NPR — In one first-grade classroom, puppets teach children to ‘shake out the yuck’

| November 15, 2022

By 90.7 WMFE — Cory Turner (NPR)

Teacher Leticia Denoya stands at the front of her classroom, at Natchaug Elementary in Windham, Conn. Her first-graders sit criss-cross applesauce on the reading rug.

“Do you remember last week, we worked with our puppets and we learned a new strategy?”

One little girl raises her hand: “Belly-breathing.”

That’s right, Denoya responds, to help with “heavy” feelings. She asks the students to name a few.

One child offers “angry.” Another: “sad, because someone took something away from you.”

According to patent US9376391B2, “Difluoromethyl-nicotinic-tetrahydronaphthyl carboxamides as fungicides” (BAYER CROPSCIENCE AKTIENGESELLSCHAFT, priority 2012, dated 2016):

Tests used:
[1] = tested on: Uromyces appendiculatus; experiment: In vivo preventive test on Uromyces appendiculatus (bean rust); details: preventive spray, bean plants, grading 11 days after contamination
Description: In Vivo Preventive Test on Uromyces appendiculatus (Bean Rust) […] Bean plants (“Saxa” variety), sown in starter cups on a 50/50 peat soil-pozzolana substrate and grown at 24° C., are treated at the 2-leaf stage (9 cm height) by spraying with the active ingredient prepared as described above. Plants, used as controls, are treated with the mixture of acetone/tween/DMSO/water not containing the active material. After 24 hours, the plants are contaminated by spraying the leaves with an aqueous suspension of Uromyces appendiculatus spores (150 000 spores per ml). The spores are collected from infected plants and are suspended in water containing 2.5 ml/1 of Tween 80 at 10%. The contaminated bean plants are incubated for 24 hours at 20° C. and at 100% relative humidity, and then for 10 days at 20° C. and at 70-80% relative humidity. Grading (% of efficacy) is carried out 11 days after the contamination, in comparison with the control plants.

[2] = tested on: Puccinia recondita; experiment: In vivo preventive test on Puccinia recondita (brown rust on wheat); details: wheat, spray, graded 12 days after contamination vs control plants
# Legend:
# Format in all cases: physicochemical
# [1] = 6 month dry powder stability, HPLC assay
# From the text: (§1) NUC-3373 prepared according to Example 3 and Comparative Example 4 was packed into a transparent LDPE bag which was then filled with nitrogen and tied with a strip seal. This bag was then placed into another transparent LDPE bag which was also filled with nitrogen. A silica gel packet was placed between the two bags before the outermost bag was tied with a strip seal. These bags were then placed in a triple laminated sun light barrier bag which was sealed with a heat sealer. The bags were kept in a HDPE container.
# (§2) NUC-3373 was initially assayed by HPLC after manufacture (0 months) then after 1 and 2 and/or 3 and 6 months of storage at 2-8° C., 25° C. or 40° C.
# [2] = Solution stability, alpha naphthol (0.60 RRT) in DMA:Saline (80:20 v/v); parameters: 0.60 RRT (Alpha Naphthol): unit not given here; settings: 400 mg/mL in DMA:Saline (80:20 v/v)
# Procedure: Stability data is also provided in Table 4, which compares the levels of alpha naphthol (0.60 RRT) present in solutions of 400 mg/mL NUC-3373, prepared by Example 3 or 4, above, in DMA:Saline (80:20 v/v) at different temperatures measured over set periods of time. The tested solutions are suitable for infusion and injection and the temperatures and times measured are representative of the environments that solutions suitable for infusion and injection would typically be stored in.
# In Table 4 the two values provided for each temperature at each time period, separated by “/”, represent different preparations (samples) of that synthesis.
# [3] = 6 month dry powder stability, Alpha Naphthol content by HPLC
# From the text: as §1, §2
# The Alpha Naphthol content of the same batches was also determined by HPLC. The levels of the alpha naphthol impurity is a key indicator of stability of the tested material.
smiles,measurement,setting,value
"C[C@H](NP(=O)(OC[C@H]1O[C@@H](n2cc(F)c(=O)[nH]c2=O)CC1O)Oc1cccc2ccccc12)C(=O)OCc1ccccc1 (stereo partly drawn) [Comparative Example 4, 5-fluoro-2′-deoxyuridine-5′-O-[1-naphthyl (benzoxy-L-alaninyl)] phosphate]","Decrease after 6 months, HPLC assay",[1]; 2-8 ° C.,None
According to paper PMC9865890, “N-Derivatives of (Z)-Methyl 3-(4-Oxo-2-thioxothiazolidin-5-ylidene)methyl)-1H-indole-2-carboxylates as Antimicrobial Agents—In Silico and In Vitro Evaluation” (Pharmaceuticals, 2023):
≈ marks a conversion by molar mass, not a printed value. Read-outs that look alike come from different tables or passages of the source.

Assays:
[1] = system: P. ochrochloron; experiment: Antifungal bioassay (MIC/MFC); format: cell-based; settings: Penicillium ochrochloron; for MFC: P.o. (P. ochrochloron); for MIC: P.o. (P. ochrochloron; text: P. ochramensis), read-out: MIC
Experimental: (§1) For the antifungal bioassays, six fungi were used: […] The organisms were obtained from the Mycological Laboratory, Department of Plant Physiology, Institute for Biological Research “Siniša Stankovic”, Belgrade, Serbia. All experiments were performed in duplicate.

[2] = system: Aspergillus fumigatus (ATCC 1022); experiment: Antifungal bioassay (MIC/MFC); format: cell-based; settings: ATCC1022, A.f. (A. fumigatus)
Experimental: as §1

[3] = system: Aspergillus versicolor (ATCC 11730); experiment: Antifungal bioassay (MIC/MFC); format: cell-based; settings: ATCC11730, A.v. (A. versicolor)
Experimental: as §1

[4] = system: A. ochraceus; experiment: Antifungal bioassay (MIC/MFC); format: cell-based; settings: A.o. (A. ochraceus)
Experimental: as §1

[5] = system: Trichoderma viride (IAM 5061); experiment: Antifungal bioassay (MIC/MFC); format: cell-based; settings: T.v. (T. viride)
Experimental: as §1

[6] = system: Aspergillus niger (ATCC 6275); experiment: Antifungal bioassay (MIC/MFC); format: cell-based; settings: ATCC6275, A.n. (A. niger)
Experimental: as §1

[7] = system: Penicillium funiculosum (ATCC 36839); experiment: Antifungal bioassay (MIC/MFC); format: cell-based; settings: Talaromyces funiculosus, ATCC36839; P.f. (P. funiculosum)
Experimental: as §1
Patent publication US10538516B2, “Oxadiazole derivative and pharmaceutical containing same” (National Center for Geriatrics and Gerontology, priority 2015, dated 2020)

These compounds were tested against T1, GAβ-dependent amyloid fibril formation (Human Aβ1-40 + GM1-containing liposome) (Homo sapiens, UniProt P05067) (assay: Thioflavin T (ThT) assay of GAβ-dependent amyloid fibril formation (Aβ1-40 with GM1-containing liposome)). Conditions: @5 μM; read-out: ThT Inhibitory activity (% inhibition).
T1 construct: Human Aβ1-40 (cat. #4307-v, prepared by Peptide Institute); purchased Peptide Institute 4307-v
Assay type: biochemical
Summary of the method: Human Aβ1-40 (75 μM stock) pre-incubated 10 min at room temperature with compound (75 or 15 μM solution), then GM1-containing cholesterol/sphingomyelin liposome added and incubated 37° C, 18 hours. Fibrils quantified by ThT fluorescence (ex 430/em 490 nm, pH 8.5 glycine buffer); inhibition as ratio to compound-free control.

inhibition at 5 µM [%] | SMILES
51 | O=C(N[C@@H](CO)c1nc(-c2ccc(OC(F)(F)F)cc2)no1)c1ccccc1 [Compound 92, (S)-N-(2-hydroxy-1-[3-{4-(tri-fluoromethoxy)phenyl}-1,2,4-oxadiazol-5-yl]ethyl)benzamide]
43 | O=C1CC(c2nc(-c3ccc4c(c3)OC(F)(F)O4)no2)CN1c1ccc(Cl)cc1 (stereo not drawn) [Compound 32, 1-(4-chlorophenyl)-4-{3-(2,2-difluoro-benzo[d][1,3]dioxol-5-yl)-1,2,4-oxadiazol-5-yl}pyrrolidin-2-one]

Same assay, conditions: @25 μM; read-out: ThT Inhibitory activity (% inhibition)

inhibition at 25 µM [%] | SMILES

For many children, it was the pandemic that took something away. Most at Natchaug come from working-class families and qualify for free or reduced-price meals. Some lost loved ones to COVID. Many saw parents lose work. And, in schools across the country last year, that kind of stress followed kids back to class and has led to all kinds of disruptive behaviors.

That’s the bad news. The good news is kids can be incredibly resilient, especially when they’ve got help – like the kind Denoya’s first-graders are about to get from a research-backed group of puppeteers.

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